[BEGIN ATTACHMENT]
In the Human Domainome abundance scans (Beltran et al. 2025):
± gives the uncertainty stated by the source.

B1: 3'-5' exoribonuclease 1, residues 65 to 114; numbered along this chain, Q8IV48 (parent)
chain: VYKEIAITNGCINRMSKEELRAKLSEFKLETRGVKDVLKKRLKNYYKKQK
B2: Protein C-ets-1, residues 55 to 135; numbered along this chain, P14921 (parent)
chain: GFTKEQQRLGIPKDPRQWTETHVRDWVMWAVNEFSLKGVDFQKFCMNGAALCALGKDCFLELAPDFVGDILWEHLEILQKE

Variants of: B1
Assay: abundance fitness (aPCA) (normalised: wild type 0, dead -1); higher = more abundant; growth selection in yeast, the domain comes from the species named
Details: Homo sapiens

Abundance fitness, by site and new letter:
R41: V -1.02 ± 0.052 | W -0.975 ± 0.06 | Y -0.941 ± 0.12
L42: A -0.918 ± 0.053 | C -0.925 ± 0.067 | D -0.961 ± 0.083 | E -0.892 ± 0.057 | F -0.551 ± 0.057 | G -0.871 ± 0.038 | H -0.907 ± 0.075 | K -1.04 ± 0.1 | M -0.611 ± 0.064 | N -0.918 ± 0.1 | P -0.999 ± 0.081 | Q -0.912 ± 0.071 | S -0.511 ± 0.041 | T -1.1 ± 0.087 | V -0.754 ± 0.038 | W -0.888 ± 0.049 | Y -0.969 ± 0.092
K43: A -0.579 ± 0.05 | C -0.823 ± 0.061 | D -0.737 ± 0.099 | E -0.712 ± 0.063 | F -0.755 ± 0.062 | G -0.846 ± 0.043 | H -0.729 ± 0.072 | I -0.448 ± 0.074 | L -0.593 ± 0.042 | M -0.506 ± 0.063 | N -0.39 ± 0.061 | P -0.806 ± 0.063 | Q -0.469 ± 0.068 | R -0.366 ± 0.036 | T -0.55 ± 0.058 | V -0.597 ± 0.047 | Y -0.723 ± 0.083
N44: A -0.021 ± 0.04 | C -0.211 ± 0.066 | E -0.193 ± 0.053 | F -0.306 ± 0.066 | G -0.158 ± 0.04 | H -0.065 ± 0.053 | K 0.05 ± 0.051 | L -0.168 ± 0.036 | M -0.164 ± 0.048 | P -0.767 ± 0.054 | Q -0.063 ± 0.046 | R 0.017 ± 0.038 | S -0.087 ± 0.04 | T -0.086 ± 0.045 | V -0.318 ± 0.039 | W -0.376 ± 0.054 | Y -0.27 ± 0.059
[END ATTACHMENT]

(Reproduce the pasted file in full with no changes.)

In the Human Domainome abundance scans (Beltran et al. 2025):
± gives the uncertainty stated by the source.

B1: 3'-5' exoribonuclease 1, residues 65 to 114; numbered along this chain, Q8IV48 (parent)
chain: VYKEIAITNGCINRMSKEELRAKLSEFKLETRGVKDVLKKRLKNYYKKQK
B2: Protein C-ets-1, residues 55 to 135; numbered along this chain, P14921 (parent)
chain: GFTKEQQRLGIPKDPRQWTETHVRDWVMWAVNEFSLKGVDFQKFCMNGAALCALGKDCFLELAPDFVGDILWEHLEILQKE

Variants of: B1
Assay: abundance fitness (aPCA) (normalised: wild type 0, dead -1); higher = more abundant; growth selection in yeast, the domain comes from the species named
Details: Homo sapiens

Abundance fitness, by site and new letter:
R41: V -1.02 ± 0.052 | W -0.975 ± 0.06 | Y -0.941 ± 0.12
L42: A -0.918 ± 0.053 | C -0.925 ± 0.067 | D -0.961 ± 0.083 | E -0.892 ± 0.057 | F -0.551 ± 0.057 | G -0.871 ± 0.038 | H -0.907 ± 0.075 | K -1.04 ± 0.1 | M -0.611 ± 0.064 | N -0.918 ± 0.1 | P -0.999 ± 0.081 | Q -0.912 ± 0.071 | S -0.511 ± 0.041 | T -1.1 ± 0.087 | V -0.754 ± 0.038 | W -0.888 ± 0.049 | Y -0.969 ± 0.092
K43: A -0.579 ± 0.05 | C -0.823 ± 0.061 | D -0.737 ± 0.099 | E -0.712 ± 0.063 | F -0.755 ± 0.062 | G -0.846 ± 0.043 | H -0.729 ± 0.072 | I -0.448 ± 0.074 | L -0.593 ± 0.042 | M -0.506 ± 0.063 | N -0.39 ± 0.061 | P -0.806 ± 0.063 | Q -0.469 ± 0.068 | R -0.366 ± 0.036 | T -0.55 ± 0.058 | V -0.597 ± 0.047 | Y -0.723 ± 0.083
N44: A -0.021 ± 0.04 | C -0.211 ± 0.066 | E -0.193 ± 0.053 | F -0.306 ± 0.066 | G -0.158 ± 0.04 | H -0.065 ± 0.053 | K 0.05 ± 0.051 | L -0.168 ± 0.036 | M -0.164 ± 0.048 | P -0.767 ± 0.054 | Q -0.063 ± 0.046 | R 0.017 ± 0.038 | S -0.087 ± 0.04 | T -0.086 ± 0.045 | V -0.318 ± 0.039 | W -0.376 ± 0.054 | Y -0.27 ± 0.059